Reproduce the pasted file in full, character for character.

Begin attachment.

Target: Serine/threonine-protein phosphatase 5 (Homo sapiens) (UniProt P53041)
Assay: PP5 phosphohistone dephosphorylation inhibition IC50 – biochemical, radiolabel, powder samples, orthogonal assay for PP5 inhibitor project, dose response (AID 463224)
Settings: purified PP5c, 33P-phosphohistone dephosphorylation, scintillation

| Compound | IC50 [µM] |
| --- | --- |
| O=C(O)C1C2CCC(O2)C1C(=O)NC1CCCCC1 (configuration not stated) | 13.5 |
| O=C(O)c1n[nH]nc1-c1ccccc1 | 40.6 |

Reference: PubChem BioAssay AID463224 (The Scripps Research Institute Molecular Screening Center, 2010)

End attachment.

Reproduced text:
Target: Serine/threonine-protein phosphatase 5 (Homo sapiens) (UniProt P53041)
Assay: PP5 phosphohistone dephosphorylation inhibition IC50 – biochemical, radiolabel, powder samples, orthogonal assay for PP5 inhibitor project, dose response (AID 463224)
Settings: purified PP5c, 33P-phosphohistone dephosphorylation, scintillation

| Compound | IC50 [µM] |
| --- | --- |
| O=C(O)C1C2CCC(O2)C1C(=O)NC1CCCCC1 (configuration not stated) | 13.5 |
| O=C(O)c1n[nH]nc1-c1ccccc1 | 40.6 |

Reference: PubChem BioAssay AID463224 (The Scripps Research Institute Molecular Screening Center, 2010)